Following a Board meeting on August 24, Felda Global Venture’s (FGV) executives updated its Sustainability Policy. The new policy states FGV pledged to halt peat forest clearance by its subsidiaries in West Kalimantan, Indonesia, operating under the names PT Citra Niaga Perkasa (PT CNP) and PT Temila Agro Abadi (PT TAA). It also pledges to rehabilitate peat land developed after August 25, 2016, when FGV first adopted its Sustainability Policy.
With the new policy FGV pledges:
- “No deforestation, no conversion of High Conservation Value (HCV) areas, no new planting on peat land immaterial of size and depth and no new development of areas classified as having High Carbon Stock, irrespective of when the lands are acquired or owned by FGV Group;
- Will adopt best management practices for existing peat land estates and endeavor to rehabilitate peat lands that have been planted after 25th August 2016; and
- Will stop immediately all new development on peat lands irrespective of when the land was acquired or any previous RSPO New Planting Procedure approval.”
The decision by the FGV to permanently to discontinue development in the remaining land bank at PT CNP and PT TAA is a welcome step. It means that 1,400 ha of peat forest may now not be deforested and drained for oil palm plantation development. An additional 1,000 ha might be rehabilitated. FGV has publicly indicated that it sought stakeholder feedback to its sustainability policy in response to Chain Reaction Research’s updates in April and May 2017.
FGV Board’s decision comes 16 months after Chain Reaction Research first publicly described FGVs compliance-related material financial risks.
During this period, FGV engaged stakeholders regarding its subsidiaries actions while, at the same time, its subsidiaries continued to clear peat forest. In August 2016, FGV had launched its own NDPE policy, but its subsidiary PT TAA continued to clear peat forest – in non-compliance with FGVs policy and despite engagements by Aidenvironment and FGV buyers Wilmar and Musim Mas. When Aidenvironment raised this with FGV in April 2017, FGV said that neither its NDPE policy nor the Government of Indonesia’s December 2016 ban on peat clearance applied. The company’s legal adviser justified the continued peat clearance saying that PT TAA had obtained permits to clear the peat forest some years back. The wording of the updated sustainability policy now signifies a marked change from this position.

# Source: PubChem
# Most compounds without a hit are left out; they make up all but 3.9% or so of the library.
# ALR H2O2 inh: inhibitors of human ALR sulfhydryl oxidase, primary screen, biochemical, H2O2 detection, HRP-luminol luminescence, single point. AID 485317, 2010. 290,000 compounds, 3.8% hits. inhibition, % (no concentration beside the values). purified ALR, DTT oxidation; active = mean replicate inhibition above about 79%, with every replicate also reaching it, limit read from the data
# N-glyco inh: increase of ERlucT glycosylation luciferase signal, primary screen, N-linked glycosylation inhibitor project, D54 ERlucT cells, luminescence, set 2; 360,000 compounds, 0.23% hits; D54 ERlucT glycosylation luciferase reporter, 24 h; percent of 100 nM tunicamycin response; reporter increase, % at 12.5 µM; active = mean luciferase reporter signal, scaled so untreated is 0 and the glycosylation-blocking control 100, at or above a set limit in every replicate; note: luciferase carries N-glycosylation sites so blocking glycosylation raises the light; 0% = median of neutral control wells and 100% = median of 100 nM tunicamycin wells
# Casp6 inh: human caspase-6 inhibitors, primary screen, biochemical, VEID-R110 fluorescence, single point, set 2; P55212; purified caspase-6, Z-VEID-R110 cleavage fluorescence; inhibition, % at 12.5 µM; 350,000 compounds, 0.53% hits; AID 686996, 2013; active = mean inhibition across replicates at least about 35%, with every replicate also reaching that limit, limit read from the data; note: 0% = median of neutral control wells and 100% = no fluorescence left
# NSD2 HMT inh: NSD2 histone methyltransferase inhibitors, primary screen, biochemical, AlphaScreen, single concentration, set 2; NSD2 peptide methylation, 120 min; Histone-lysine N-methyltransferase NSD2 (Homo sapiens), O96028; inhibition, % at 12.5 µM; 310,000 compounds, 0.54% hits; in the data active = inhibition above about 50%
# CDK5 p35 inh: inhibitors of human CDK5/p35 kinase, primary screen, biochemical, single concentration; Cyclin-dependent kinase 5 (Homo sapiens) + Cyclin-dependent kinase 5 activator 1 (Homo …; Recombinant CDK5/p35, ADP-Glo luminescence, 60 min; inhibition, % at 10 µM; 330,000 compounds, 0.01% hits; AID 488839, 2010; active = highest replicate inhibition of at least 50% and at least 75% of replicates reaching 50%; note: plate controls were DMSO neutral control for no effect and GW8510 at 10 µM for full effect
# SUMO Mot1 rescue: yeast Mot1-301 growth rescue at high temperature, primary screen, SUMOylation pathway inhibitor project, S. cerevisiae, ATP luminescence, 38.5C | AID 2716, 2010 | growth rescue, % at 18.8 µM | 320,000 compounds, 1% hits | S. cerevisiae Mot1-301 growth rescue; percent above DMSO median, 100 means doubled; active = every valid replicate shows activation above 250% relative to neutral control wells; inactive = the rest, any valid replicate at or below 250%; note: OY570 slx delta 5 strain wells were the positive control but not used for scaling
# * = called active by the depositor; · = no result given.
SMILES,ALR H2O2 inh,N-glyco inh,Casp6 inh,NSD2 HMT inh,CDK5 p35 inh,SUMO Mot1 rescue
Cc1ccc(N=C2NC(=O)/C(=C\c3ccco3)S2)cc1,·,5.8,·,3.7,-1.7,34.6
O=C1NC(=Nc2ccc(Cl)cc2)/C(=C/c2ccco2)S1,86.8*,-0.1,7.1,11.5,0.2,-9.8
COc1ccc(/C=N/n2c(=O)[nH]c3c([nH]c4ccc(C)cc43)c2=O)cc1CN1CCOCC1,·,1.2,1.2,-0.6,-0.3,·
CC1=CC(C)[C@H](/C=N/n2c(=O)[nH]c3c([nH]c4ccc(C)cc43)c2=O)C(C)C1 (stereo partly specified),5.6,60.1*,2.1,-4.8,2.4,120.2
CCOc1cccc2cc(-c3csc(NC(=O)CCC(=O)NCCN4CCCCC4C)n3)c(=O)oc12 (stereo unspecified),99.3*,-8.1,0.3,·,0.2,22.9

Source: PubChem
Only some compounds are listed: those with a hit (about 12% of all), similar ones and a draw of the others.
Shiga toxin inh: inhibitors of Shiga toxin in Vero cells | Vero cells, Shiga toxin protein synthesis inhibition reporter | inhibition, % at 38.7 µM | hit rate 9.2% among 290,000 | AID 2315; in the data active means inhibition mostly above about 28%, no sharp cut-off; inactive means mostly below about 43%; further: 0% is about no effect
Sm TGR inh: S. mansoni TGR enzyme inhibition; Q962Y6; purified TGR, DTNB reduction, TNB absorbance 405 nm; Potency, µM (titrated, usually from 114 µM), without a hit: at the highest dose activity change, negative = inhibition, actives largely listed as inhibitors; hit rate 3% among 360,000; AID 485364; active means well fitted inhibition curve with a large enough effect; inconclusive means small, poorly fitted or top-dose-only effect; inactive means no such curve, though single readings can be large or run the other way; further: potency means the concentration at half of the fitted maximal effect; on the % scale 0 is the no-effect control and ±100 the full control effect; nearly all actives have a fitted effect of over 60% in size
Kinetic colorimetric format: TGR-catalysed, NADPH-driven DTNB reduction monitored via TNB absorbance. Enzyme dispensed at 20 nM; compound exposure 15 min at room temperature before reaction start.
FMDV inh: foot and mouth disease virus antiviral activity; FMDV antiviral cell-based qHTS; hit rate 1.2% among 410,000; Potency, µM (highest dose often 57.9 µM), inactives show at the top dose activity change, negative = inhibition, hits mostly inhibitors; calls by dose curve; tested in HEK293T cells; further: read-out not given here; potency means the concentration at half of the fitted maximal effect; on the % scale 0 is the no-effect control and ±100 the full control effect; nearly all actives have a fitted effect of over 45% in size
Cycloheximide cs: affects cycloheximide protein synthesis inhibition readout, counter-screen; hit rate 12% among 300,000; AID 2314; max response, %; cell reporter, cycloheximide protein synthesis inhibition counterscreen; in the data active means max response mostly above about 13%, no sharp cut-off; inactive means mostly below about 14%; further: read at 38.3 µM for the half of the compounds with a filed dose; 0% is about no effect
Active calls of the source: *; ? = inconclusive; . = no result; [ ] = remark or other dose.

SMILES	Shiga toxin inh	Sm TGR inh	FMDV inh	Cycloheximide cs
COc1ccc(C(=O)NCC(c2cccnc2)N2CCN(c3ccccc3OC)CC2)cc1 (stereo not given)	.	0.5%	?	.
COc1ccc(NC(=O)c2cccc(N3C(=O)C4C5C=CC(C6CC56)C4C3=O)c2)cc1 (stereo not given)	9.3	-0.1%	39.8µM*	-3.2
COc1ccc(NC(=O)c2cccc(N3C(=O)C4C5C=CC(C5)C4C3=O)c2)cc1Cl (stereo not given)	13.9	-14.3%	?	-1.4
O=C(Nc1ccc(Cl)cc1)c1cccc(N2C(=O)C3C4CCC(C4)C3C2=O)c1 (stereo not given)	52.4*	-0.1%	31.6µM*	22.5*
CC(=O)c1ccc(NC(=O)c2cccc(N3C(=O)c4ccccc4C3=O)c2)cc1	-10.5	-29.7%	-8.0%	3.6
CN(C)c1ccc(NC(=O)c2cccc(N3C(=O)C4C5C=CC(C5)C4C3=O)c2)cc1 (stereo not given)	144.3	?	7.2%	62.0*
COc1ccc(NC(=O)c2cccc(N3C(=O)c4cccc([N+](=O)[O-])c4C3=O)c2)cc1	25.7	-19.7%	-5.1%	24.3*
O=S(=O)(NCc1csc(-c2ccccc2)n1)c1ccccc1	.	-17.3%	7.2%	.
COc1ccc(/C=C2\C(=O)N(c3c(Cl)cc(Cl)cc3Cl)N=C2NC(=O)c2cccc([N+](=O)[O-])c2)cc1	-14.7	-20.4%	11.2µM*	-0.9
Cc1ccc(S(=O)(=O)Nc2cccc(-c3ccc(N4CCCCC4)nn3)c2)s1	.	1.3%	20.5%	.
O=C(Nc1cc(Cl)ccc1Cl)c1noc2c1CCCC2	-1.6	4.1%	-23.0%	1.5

In the company’s letter to stakeholders, FGV clarifies that it had issued a stop-work order to PT TAAs management on April 25, 2017. FGV states that it recommenced the land clearing – again due to community pressure – for a two-week period until it stopped again on May 19. Aidenvironment confirms that since then no significant land clearing has occurred. FGV states it will discuss their case with the Government of Indonesia’s Peat Restoration Unit (BRG) for the peat land already cleared and it intends to use RSPOs Best Management Practices.
In 2012, FGV had acquired 95 percent of the 14,385 hectare (ha) PT CNP concession for USD 5.5 million. Then in 2013, FGV purchased 95 percent of the 8,193 ha concession for USD 7.6 million. According to Aidenvironment, these two concessions combined have cleared 16,498 ha of peat land since 2010.
Chain Reaction Research’s April 21, 2016 coverage described FGVs financial risks from deforestation, non-compliance with its buyers’ No Deforestation, No Peat, No Exploitation (NDPE) policies, and possible stranded assets. The next month, in May 2016, FGV reported its deforestation-linked non-compliance with the Roundtable on Sustainable Palm Oil’s (RSPO) Remediation and Compensation Panel.
RSPOs relevant compensation and remediation policy is not new. March 6, 2014, RSPO Board of Governors implemented its Remediation and Compensation Procedures Related to Land Clearance Without Prior HCV Assessment. On p. 10, the procedures state RSPO may expel companies who violate its criteria regarding land clearing that occurs after May 9, 2014. According to RSPO, possible compensation to mitigate this risk of being expelled include USD 2,500 to USD 3,000 per ha payable the first year the compensation agreement is accepted.
Aidenvironment analysis suggests that FGV may become the first supplier to the NDPE market that will be held accountable for knowingly proceeding with non-compliant land clearing. If stakeholders demand FGV to compensate according to RSPOs rules, the following may occur.
- FGV may be required to implement a responsible forest management plan for the remaining peat forest in and outside of its two concessions.
- According to RSPOs guidance for Remediation and Compensation, FGV may need to pay USD 5.2 million to USD 6.1 million for compensation for the HCV area cleared by PT CNP (260 ha) and the peat forest cleared by PT TAA (1,800) since April 2016. It is important to note that RSPO has not applied this compensation requirement. This would be the first time this compensation arrangement would be applied.
Finally, this compensation arrangement – while uncertain – may be material to investors and analysts, according to Climate Advisers. FGVs possible liability equals FGVs Q2 2017 net income available to common shareholders reported at USD 6 million.